October 11, 2017 | Michael Gulker
Being Faithful, Hopeful, Loving People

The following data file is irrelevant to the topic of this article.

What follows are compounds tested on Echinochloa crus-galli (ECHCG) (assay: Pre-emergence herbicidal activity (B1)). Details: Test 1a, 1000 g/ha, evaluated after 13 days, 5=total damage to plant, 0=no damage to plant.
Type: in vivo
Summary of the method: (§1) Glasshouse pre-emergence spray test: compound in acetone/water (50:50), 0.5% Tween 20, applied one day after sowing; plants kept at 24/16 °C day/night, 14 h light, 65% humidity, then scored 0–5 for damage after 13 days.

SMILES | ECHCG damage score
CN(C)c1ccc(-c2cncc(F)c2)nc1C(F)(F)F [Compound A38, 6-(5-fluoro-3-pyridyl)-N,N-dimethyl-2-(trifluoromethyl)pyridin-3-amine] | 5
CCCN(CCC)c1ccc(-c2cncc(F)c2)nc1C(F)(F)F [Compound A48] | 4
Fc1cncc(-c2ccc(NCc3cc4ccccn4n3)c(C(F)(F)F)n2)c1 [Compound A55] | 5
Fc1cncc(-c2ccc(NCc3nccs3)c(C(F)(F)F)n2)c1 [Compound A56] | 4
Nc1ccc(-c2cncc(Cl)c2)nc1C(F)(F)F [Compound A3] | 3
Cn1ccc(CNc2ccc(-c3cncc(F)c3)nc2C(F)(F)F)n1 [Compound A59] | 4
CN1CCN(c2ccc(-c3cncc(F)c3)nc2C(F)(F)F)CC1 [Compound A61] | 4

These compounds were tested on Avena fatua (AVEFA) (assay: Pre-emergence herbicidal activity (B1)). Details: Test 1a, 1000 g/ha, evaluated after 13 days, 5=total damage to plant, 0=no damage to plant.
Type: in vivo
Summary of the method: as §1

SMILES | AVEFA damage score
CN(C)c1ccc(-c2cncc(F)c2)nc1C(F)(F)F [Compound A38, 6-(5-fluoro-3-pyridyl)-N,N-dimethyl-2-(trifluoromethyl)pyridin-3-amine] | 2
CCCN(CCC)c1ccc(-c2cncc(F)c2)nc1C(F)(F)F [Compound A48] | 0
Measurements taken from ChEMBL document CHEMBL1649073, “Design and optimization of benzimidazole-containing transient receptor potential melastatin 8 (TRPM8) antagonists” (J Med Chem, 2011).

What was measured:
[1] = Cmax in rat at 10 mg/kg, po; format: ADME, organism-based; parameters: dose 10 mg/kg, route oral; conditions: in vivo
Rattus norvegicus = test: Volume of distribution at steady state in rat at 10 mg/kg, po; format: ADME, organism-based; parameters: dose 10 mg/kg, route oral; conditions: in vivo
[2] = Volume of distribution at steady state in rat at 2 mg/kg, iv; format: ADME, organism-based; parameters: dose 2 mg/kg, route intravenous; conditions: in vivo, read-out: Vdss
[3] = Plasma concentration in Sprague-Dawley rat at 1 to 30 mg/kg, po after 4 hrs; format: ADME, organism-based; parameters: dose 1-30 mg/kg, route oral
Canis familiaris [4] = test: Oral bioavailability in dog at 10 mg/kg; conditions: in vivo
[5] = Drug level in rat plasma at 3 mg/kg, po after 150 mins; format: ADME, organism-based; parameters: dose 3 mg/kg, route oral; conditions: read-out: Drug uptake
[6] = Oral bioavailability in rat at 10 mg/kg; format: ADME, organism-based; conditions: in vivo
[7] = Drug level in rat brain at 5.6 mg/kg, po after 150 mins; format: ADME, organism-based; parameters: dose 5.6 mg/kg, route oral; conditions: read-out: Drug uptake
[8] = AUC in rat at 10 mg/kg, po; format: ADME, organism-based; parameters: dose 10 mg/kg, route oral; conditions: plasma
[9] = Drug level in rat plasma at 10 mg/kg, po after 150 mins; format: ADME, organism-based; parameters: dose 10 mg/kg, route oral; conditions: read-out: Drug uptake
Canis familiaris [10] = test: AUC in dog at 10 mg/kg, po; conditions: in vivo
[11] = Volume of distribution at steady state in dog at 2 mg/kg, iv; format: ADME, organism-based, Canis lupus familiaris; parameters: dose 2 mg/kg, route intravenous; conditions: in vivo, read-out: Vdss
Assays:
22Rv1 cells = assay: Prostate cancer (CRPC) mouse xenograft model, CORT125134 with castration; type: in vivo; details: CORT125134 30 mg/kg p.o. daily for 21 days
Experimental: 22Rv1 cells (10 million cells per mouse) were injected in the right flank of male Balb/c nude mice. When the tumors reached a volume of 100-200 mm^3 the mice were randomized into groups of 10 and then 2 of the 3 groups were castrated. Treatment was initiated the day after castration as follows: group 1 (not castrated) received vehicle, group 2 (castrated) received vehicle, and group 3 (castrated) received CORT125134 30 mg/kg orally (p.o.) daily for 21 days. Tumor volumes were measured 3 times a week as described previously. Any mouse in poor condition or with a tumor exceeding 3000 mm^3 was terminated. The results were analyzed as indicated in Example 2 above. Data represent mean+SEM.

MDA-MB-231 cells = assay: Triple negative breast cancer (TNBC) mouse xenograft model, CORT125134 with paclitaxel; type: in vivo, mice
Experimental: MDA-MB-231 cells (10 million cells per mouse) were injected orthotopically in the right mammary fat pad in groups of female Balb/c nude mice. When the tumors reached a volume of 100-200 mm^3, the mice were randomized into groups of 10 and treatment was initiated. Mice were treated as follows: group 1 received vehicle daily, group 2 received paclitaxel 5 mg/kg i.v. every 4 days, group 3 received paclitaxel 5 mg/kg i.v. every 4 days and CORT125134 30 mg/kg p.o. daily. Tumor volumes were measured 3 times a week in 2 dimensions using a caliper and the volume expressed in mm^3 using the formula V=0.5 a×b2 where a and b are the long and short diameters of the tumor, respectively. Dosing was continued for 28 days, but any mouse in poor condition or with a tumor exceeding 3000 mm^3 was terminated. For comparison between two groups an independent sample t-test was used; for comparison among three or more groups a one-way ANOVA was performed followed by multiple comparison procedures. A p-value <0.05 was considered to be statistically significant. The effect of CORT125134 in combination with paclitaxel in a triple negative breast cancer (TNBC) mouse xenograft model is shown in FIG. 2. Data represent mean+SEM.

The Public Religion Research Institute (PRRI) released a study a few weeks ago on the shifting landscape of religious realities in the United States. What it found isn’t especially surprising: the majority of people in this country are religiously unaffiliated. A few additional highlights: White Christians now account for fewer than half of the public. White evangelical Protestants are in decline—along with white mainline Protestants and white Catholics. America’s youngest religious groups are all non-Christian. Christian circles are filled with many hand-wringing articles, studies, and sermons about how to make your community more accessible and welcoming. Despite the attraction and truth of the gospel, people keep leaving the church. The implications for our culture and society can appear bleak: how can we expect to uphold moral and ethical standards when most people in the U.S. don’t even believe in Jesus? We cry out for solutions. We bemoan and fixate on the challenges facing the church in our society. But the prophet Ezekiel reminds us that we, as the body of Christ, are God’s people and God promises rescue, return, and life from ruin. “I will give them a single heart and I will put a new spirit in them…. Then they shall be my people and I shall be their God” (Ezekiel 11:19-20). Despite what we see in our culture—people leaving the faith, conflict, pride, dissension, protests—there remain faithful shepherds tending to God’s flock. And I’ve had the privilege of walking alongside many of them as they’ve graced us with their involvement in The Colossian Way. In these Colossian Way partners, leaders, coaches, and participants, I see that the faithfulness of shepherds continues to breed life and hope in our world. Certainly, like lost sheep, people still walk away. But God calls back the lost sheep and celebrates their return with a party—a beloved child has come home! Our job is to be faithful, hopeful, loving people along the way—shepherding is a life-long call. We count it sheer joy to play a small role in supporting these faithful shepherds. I pray this gives you hope and reassurance today.